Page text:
By Tony Huppert, CEO of Team Oil Inc.
Recently, my sister went to see her eye doctor. She received the total exam, with the eye dilation, and other tests. While she was waiting to see the doctor, she decided to visit the restroom. On entering the unisex restroom she noticed the clinic had updated the locking mechanism for the door. It had a control box on the wall with buttons to push with different colors for locking and unlocking the door. With her eyes dilated and dark shades covering her eyes she proceeded to try to lock the door. It is hard to imagine the logic in installing a locking mechanism that requires instructions and a color-coded device to operate a door in an eye clinic of all places. Normally the reason one goes to the eye clinic is because of site problems.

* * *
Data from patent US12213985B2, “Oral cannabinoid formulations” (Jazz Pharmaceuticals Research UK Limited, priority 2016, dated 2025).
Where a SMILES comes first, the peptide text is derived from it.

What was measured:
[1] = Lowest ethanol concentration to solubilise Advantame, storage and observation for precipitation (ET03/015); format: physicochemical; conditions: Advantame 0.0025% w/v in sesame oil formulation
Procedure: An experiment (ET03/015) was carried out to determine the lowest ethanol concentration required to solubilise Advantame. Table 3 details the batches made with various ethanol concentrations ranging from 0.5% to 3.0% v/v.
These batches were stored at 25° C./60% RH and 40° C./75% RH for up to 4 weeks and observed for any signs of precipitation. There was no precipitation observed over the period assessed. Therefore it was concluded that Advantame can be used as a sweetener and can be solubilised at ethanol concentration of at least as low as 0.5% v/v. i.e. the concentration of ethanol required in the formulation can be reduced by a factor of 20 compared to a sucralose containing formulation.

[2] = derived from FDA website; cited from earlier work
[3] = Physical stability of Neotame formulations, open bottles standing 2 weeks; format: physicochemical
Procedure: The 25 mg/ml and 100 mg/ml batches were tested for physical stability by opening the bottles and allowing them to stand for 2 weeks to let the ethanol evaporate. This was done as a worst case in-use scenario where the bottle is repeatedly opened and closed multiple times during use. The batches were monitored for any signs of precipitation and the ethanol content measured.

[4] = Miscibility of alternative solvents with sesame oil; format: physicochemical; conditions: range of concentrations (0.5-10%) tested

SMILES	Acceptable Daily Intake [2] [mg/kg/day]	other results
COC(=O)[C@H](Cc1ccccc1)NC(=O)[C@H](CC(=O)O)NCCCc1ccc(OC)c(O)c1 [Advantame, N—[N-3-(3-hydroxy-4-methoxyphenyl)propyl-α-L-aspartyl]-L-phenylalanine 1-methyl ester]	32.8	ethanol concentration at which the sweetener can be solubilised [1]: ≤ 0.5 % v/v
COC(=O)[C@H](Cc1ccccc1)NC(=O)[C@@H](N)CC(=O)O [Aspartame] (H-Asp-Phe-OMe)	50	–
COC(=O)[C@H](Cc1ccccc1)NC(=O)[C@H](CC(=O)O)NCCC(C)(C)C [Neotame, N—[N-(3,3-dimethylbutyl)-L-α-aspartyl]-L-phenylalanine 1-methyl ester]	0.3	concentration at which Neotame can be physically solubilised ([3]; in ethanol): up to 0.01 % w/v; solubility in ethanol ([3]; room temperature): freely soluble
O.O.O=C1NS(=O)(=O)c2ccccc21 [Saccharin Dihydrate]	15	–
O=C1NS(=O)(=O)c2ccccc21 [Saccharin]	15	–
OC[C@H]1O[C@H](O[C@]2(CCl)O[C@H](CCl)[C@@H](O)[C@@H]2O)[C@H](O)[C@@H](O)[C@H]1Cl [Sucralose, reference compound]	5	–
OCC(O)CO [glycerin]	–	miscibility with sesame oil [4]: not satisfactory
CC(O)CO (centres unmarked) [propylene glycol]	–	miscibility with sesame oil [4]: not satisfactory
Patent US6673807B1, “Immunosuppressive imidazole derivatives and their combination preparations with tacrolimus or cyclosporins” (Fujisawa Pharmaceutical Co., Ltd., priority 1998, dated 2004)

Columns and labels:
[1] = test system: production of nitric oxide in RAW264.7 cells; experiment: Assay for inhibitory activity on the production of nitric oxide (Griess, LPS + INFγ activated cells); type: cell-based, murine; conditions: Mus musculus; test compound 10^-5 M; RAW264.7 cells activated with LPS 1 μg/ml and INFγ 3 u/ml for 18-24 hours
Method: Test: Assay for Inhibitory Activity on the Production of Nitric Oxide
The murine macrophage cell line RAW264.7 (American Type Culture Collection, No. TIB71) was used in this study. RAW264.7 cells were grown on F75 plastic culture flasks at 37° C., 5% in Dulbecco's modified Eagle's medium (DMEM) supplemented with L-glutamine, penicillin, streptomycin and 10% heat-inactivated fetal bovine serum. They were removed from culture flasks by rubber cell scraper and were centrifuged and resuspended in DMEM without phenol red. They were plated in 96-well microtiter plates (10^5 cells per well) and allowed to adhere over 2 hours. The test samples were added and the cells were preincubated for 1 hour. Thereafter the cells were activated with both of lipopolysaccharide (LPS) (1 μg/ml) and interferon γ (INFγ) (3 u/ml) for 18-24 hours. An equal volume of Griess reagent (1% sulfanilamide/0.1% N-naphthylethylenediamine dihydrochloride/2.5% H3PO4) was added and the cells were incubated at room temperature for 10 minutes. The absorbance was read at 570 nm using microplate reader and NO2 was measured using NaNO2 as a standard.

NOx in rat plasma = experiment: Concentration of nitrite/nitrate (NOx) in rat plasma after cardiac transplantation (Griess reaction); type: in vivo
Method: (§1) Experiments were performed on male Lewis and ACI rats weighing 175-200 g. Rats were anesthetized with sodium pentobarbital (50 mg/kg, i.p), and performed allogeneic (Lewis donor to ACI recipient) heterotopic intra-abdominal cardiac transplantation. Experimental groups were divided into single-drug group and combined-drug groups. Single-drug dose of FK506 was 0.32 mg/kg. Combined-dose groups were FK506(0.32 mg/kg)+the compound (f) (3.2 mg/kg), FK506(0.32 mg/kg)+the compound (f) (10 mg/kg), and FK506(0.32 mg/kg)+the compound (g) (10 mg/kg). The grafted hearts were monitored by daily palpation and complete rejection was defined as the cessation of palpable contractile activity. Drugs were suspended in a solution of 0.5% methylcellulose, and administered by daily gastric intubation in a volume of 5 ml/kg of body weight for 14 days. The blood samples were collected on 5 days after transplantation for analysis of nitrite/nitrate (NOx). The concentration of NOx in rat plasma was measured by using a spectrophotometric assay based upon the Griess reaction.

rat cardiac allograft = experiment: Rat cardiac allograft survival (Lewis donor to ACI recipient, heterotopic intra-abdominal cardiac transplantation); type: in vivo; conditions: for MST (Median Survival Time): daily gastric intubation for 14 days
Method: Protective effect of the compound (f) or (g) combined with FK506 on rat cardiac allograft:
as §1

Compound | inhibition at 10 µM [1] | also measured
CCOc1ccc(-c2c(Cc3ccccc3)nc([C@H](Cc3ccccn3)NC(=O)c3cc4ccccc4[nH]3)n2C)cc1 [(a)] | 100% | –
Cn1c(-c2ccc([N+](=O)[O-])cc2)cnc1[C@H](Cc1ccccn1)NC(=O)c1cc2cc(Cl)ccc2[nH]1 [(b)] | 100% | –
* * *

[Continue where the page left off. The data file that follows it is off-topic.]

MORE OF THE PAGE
A similar situation occurred when my nephew and I flew to Vegas last February on a fact finding mission. It was a low stress flight so we ate and had a couple pots of coffee before we boarded. Normally I sit towards the front of the plane, but I decided we would sit in the rear on this flight. With all that coffee we consumed, and a couple of beers, plus being old, I had to frequent the restroom in the back of the plane.
On exiting the restroom, each time I was met by a flight attendant. They were always so gracious, asking if I needed anything, and then proceeded on with their duties. It wasn’t until we landed that I realized that, instead of hitting the flush button, I was hitting the help button. That explains why the flight attendants were always there when I exited the restroom.
I can’t stress enough that proper signage provides a ‘Maximum Message.’ Getting locked in the clinic’s restroom or being met by the flight attendants can be avoided with the easy-to-read proper signage.
The same goes for signs in convenience stores. Signage in your convenience stores must to be easy to read and understand. My theory is “if a five-year-old doesn’t understand it, make a new sign.”